PHOENIX — Arizona’s top school official released guidelines on Monday for reopening the state’s K-12 schools that includes detailed suggestions on how districts can decide whether to start traditional classes after summer break or switch to partly or fully digital learning models.
But the document released by Supt. of Public Instruction Kathy Hoffman leaves it up to districts to make those choices, saying school boards should rely on guidance from the federal Centers for Disease Control and Prevention about the coronavirus pandemic.
The 36-page document came just days after Republican Gov. Doug Ducey said he was allowing schools to reopen in August. Ducey promised that Hoffman would provide detailed guidelines for schools as they prepare to open again to more than 1 million Arizona public schoolchildren.
Hoffman said she worked with state health department officials and educators to come up with the “Roadmap for Reopening Schools.”
“It provides a series of recommendations for how schools can approach the 2020-2021 school year and offers adaptable considerations to meet each community’s unique needs,” Hoffman wrote. “Given the fluidity of the public health situation, this will be a living document that will be updated based on the most current information.”
She laid out best practices in limiting the spread of the virus, including recommendations on cleaning, limiting large groups, possibly wearing masks and many other details.
School districts weren’t waiting, with most already deep into the planning process for reopening schools that shut down in March.
“It’s a lengthy series of documents still being reviewed and processed by the school superintendents and districts’ working group task force,” said a statement provided by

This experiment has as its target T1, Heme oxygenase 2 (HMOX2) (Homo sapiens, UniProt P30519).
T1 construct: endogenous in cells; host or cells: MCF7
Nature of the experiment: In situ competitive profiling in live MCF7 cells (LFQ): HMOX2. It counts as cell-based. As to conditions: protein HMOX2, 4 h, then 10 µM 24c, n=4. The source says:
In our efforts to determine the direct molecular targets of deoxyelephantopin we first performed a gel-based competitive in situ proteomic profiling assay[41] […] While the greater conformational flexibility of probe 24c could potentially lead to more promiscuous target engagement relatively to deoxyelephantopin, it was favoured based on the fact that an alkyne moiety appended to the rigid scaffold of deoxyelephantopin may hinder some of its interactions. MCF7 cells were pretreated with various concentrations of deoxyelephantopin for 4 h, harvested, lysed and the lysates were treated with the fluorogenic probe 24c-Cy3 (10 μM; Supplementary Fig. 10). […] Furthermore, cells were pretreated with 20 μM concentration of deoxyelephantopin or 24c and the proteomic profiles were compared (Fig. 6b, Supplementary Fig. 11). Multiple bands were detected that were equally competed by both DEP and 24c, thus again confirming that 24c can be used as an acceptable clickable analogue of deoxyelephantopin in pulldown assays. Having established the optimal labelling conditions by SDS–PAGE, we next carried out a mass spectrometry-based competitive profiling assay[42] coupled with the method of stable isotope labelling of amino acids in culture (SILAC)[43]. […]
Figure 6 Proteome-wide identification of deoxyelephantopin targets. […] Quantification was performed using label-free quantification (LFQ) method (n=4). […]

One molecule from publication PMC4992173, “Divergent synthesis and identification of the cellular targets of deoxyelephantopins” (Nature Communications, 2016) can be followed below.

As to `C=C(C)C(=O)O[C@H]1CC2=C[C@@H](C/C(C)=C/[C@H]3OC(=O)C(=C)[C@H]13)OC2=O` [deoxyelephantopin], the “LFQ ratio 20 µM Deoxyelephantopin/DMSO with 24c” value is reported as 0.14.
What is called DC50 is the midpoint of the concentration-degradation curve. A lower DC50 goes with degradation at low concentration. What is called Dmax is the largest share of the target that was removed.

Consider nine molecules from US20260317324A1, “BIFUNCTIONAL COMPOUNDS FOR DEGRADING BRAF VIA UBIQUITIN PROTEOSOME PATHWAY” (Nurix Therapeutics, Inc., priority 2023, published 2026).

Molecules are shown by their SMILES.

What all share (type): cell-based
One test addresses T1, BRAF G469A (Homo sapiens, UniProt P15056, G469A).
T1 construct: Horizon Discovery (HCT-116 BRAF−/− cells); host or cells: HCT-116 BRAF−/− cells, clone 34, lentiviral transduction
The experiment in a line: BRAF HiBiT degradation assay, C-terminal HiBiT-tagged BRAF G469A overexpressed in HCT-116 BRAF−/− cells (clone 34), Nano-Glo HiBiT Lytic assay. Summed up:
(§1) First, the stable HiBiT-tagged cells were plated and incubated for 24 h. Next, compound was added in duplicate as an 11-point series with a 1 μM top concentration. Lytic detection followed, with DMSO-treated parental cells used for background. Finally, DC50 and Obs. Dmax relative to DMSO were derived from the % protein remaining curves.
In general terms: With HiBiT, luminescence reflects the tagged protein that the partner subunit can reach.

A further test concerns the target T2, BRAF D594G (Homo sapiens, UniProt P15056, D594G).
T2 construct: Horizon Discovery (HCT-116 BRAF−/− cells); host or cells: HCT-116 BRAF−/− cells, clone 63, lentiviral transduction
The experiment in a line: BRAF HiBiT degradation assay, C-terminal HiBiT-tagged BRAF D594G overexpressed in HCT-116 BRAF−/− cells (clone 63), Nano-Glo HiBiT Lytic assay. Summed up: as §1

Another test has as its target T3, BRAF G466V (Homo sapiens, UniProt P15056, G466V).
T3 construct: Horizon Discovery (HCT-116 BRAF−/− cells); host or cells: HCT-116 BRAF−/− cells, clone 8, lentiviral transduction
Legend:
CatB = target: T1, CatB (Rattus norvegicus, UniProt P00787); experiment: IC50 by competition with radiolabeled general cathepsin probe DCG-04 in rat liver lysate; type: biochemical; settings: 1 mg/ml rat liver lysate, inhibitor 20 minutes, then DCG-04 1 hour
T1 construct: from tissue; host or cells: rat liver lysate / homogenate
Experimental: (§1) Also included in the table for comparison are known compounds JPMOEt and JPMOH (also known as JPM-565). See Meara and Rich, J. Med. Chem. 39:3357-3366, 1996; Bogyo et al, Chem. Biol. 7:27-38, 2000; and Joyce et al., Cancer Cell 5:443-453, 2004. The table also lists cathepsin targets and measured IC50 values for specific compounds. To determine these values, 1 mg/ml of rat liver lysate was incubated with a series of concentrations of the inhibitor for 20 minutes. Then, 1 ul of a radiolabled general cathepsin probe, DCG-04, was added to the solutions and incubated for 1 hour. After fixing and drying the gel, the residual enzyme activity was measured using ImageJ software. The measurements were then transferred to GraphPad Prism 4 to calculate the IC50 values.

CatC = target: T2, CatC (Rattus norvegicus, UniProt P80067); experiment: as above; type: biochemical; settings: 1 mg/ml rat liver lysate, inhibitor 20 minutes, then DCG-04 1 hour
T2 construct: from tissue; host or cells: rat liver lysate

Lance Ross, the public information officer for Colorado River Schools, which is composed of Colorado River Union High School and Bullhead City Elementary School districts.
Both of the Colorado River Schools’ districts are slated to begin the 2020-2021 school year in late July.
These task forces have school principals, administrators and others who have been considering how to reopen their campuses. Members will go through the state guidelines and determine what would work best for their schools.
Even with the detailed report, there remain two significant questions for educators across the state. If the first of the questions is answered, the follow-up could be a big problem for local school districts.
“The great unknown continues to be any pending action by the Arizona Legislature during possible special sessions over the summer, and whether these new guidelines will have financial assistance or wind up as unfunded mandates,” Ross said.
The Alhambra Elementary School District in west Phoenix was among the first to close. Supt. Mark Yslas announced on March 12 that students wouldn’t return from spring break as planned even though there had been only nine reported coronavirus cases at that point. The governor didn’t order a statewide closure until March 15.
As a school leader responsible for 14 schools and about 12,000 students, Yslas said he didn’t have a plan to deal with the virus.
“I said ‘I’m not closing because I know what to do,’ ” Yslas said Friday. “ ‘I’m closing because as a leader, I don’t know how to keep my kids and my families and staff healthy.’ ”
In the past several weeks, the district has been planning for reopening. It has gone to a fall school calendar that will allow options for scaling back in-person classes, and is considering limiting the number of students on buses. The district even is planning to teach parents how to handle their students after school. That involves telling them to have their child shower and change clothes immediately after coming home from school, before interacting with other family members.
“Because we have a sense of responsibility to also keep our families as safe as possible,” he said.
At the Kyrene School District, which covers portions of south Phoenix and parts of Tempe, Chandler, Guadalupe and the Gila River Indian Reservation, Supt. Jan Vesely is planning a full reopening with distance learning options for students whose parents aren’t comfortable with sending them back to school.
“We are absolutely ready to reopen,” Vesely said Monday.
She said the new state guidelines track closely with those from the CDC and the district is close to finalizing a detailed reopening plan. The district will focus on health and safety and on providing choices for parents.
“There will be remote and online learning as well as in-person options,” she said.